The estimated cost to implement OMA’s Rebuild by Design flood and storm protection project for Hoboken is a staggering sum: between $200 and $300 million. But the federal commitment to this program, initiated by the President’s Hurricane Sandy Rebuilding Task Force and administered by the Department of Housing and Urban Development (HUD), could be as much as $4 billion. The Hoboken project, however, must make the final cut in April after a review by a jury of experts. Last August, this jury selected the ten teams that are now working to develop model programs in communities impacted by Superstorm Sandy, from the Jersey Shore up to Bridgeport, Connecticut. The teams are currently finishing up their work to compete in this final round.
OMA has headed up the team working on the project entitled Resist, Delay, Store, Discharge: a comprehensive strategy for Hoboken. OMA is the Office for Metropolitan Architecture. Renowned Dutch architect Rem Koolhaas is one of the founders of OMA. Other team members are a Dutch engineering firm, Royal HaskoningDHV; a New York City-based urban design and landscape architecture firm, Balmori Associates; a real estate and economic development consulting firm, HR&A; plus the branding and design consultants, 2×4.
For Hoboken, the funding issue is of great concern. Mayor Zimmer has accused Governor Chris Christie of short-changing Hoboken on Sandy-relief funds because of her refusal to support a Rockefeller Group development project in north Hoboken, an issue that has sparked national media attention. The State of New Jersey has also been criticized for grossly mismanaging the distribution of Sandy-relief funds. Total funds available fall far short of what is needed to provide relief and long-term preventive measures. So the substantial funding coming directly from the federal government may be Hoboken’s only opportunity to receive sufficient funds to provide a long-term solution for its recurring flooding woes.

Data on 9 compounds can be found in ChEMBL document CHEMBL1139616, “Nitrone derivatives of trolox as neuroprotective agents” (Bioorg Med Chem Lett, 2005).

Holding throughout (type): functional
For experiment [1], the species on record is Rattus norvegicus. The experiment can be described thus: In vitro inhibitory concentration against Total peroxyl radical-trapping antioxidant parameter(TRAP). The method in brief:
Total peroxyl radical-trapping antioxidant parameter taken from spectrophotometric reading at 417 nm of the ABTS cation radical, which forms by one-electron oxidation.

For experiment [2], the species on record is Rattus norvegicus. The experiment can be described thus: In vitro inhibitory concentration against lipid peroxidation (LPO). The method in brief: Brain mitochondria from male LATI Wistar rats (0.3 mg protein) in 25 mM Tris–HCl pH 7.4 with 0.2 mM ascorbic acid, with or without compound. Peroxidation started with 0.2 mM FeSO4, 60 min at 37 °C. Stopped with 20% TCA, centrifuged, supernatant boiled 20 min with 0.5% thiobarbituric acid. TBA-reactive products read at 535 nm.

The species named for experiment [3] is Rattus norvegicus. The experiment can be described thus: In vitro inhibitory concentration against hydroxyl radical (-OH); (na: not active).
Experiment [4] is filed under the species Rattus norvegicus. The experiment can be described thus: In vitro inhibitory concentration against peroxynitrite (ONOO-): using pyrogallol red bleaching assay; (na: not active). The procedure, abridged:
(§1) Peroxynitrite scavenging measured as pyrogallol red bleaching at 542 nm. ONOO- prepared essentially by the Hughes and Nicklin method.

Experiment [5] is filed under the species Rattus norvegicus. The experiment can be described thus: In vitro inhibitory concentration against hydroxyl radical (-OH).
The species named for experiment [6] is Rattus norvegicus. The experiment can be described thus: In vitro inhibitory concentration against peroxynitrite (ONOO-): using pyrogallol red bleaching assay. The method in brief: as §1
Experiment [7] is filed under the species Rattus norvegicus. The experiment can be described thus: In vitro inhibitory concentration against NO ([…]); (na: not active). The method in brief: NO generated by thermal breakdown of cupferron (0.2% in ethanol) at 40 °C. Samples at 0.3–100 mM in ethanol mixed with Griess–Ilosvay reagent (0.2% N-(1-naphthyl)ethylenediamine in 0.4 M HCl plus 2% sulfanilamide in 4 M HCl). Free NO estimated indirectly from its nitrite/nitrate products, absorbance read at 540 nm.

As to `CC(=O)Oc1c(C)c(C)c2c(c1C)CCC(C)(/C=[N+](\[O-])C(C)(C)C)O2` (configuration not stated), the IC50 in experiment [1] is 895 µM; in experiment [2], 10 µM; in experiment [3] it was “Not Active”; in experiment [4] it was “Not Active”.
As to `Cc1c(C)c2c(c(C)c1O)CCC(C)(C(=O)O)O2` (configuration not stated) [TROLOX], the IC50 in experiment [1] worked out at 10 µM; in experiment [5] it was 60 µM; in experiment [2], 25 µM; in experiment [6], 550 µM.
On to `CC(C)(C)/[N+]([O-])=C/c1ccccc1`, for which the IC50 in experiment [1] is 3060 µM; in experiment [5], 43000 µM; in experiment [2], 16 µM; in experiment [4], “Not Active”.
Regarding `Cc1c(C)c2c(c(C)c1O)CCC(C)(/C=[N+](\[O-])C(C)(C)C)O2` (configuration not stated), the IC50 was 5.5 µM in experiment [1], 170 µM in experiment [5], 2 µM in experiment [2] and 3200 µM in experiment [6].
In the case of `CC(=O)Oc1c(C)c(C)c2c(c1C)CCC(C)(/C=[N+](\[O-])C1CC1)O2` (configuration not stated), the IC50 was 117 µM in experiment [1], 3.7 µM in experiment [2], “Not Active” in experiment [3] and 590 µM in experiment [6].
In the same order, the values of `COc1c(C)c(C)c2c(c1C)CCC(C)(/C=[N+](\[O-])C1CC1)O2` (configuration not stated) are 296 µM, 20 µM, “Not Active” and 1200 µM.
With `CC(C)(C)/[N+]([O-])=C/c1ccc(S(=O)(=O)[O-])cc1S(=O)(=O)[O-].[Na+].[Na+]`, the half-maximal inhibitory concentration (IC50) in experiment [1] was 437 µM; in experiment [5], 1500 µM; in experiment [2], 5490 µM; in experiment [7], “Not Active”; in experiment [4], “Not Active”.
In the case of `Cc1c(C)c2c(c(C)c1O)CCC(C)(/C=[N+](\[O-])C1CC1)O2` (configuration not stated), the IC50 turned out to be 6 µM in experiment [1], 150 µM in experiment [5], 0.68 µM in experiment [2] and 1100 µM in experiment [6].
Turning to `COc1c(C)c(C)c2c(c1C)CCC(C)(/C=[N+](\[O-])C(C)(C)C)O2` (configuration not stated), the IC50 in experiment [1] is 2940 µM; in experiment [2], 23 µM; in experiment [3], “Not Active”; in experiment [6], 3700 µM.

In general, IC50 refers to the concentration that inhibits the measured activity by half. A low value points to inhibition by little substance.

Hoboken is a densely populated urban waterfront community. Floodwaters from Superstorm Sandy did not impact most of Hoboken at the water’s edge due to its higher elevations. But the surge entered town at the lower elevations at its north and south ends. The floodwaters then filled up the town like a bathtub all the way to its western border along the Palisades Cliffs putting about 75 percent of the city under water. The tide receded quickly but the floodwaters, having no means of escape, remained in Hoboken for days stranding much of its population without access to emergency services, without power and without transportation. The damage resulted from floodwaters filling up basements and ground floors, but not from the wave action from the surge that devastated homes along so many other coastal communities.
In its approach, the OMA team has combined both hard and soft infrastructure. To store stormwater, the plan calls for using the New Jersey Transit property at the Hoboken-Jersey City border plus the Hudson Bergen Light Rail right-of-way that extends the length of Hoboken’s western border at the base of the Palisades to construct a series of wetlands, basins & ponds and cisterns. Future green space would include bioretention basins connected by swales that would allow for the filtration and storage of stormwater. Green roofs, of course, would be an integral part of the system to delay water runoff.
A series of bulkheads, levees, revetments, floodwalls and vegetated terracing along the shoreline would serve as a barrier against future surges. A deployable floodwall would provide an additional layer of protection. The sewer system and pumps would serve to discharge the floodwaters. There is an existing pumping station at the south end of town on Observer Highway and other at 11th Street that the North Hudson Sewerage Authority has proposed to rebuild at a cost of $11.2 million. The OMA plan calls for a third pump around 16th Street at the far north end of town at the site of a proposed, additional light rail station.
Portions of Hoboken’s antiquated sewer system are still comprised of the original redwood sewer pipes. It is a combined sewer and stormwater system. During Sandy and for other flooding events, Hoboken homeowners have complained of sewerage backing up through floor drains. There are many questions about why the sewer system fails during storms. The information released by the OMA team thus far has not detailed how their comprehensive plan relates to the North Hudson Sewerage Authority system and what impact the new pump would have at the north end of town.